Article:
The Supreme Court on Tuesday released its schedule for oral arguments in December and it included two cases with the potential to be landmark precedent-setting rulings.
The first case deals with First Amendment rights versus state anti-discrimination laws while the second involves the rights of state legislatures with regard to regulating elections, the Conservative Brief reported.
Free speech vs. anti-discrimination laws
On December 5, the Supreme Court will hear arguments in the case of 303 Creative LLC v. Elenis, which deals with “Whether applying a public-accommodation law to compel an artist to speak or stay silent violates the free speech clause of the First Amendment.”
SCOTUSblog reported in February that the case involves a graphic design artist who intends to develop wedding-specific websites but, due to their religious beliefs, doesn’t want to design websites for same-sex marriages and plans to make that preference known via a message posted to her own website.
That, however, would seem to run afoul of a Colorado law that prohibits businesses that are open to the public from actually discriminating against potential customers based on sexual orientation or even announcing an intent to do so.
The question to be decided here is whether that state law violates the First Amendment free speech rights of the artist by compelling her to either speak or remain silent, not to mention her rights with regard to the free exercise of her religious beliefs and freedom to pick and choose who she will associate and do business with.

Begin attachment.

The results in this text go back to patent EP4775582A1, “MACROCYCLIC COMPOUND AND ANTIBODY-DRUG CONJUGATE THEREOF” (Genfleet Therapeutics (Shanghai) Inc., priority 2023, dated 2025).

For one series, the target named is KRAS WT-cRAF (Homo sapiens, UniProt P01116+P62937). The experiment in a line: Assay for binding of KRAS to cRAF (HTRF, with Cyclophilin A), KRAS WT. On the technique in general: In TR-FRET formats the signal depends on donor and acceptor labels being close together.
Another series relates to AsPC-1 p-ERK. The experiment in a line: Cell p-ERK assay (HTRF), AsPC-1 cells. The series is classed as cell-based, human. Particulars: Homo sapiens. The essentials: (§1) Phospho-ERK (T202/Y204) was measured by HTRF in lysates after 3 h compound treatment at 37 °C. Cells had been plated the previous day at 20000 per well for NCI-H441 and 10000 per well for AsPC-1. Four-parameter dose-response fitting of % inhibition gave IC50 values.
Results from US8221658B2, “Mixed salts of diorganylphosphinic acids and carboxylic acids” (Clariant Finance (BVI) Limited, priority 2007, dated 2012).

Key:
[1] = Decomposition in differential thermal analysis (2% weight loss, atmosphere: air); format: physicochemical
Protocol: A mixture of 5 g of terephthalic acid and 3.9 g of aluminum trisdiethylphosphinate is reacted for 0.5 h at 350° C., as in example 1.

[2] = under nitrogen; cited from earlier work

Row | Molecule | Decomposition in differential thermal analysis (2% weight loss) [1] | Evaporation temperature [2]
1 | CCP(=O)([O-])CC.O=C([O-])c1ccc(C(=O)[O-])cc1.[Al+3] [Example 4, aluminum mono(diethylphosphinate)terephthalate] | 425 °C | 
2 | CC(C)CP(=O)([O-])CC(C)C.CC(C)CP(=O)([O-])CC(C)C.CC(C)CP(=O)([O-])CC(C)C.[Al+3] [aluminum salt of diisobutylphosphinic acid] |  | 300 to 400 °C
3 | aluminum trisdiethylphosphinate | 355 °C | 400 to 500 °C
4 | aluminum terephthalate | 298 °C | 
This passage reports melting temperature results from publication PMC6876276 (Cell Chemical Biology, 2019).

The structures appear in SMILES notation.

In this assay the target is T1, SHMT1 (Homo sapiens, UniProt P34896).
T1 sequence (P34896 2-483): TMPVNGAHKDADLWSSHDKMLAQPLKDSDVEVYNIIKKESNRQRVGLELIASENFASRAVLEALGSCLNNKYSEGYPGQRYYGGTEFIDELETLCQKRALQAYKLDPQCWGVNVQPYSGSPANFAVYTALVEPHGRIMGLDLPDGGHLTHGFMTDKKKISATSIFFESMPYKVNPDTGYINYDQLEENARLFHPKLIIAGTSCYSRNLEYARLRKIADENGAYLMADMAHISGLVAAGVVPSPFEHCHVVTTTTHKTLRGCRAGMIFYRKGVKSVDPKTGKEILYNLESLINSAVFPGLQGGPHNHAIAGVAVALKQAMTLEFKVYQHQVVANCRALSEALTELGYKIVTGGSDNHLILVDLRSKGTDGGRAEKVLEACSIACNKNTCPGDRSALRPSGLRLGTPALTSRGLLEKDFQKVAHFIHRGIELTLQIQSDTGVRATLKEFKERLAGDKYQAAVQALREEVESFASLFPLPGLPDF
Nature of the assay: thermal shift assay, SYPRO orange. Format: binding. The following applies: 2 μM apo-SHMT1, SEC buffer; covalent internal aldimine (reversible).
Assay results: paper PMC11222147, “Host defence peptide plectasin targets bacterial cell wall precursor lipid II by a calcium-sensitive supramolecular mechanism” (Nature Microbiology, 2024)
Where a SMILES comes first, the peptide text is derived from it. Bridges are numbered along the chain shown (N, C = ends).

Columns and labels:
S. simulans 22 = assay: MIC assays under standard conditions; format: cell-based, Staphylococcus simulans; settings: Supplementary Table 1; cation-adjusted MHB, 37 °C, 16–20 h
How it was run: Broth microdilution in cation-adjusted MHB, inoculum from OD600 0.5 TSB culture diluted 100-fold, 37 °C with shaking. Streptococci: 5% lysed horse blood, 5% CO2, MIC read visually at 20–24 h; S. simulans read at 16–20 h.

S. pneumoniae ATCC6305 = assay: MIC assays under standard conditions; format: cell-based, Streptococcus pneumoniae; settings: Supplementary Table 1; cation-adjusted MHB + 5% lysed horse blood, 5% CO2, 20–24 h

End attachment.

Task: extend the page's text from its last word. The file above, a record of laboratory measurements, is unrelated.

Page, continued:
The “independent state legislature” theory with regard to election rules
On December 7, the Supreme Court will then hear arguments for the case of Moore v. Harper, which seeks to settle the question of whether state legislatures or state courts have the final say in establishing the rules and regulations of federal elections in that state.
SCOTUSblog reported in June that this case promises to be the first big test of what is known as the “independent state legislature” theory, which posits that the U.S. Constitution granted sole authority to the state legislatures to regulate the “Times, Places and Manner of holding Elections for Senators and Representatives” without being interfered with or overridden by state courts.
At issue here are new congressional district maps for North Carolina drawn up by the Republican-controlled state legislature that was challenged by Democrats, tossed out by the state’s Supreme Court, and ultimately replaced by district maps drawn by court-appointed experts.
Several of the Republican-appointed justices on the nation’s high court have already signaled their support in prior cases for the “independent state legislature” theory and the idea that, per the U.S. Constitution, the state legislatures have superiority over state courts in establishing the rules and regulations for how elections are conducted in that state.
Potential to set major precedents
Depending upon how the Supreme Court rules in these two cases, both have the potential to establish landmark precedents on the central issues they deal with.
There will undoubtedly be plenty of media attention for the oral arguments in both of these cases in December, but everyone will likely have to wait until next Spring or Summer for the final decisions in those cases to be released to the public.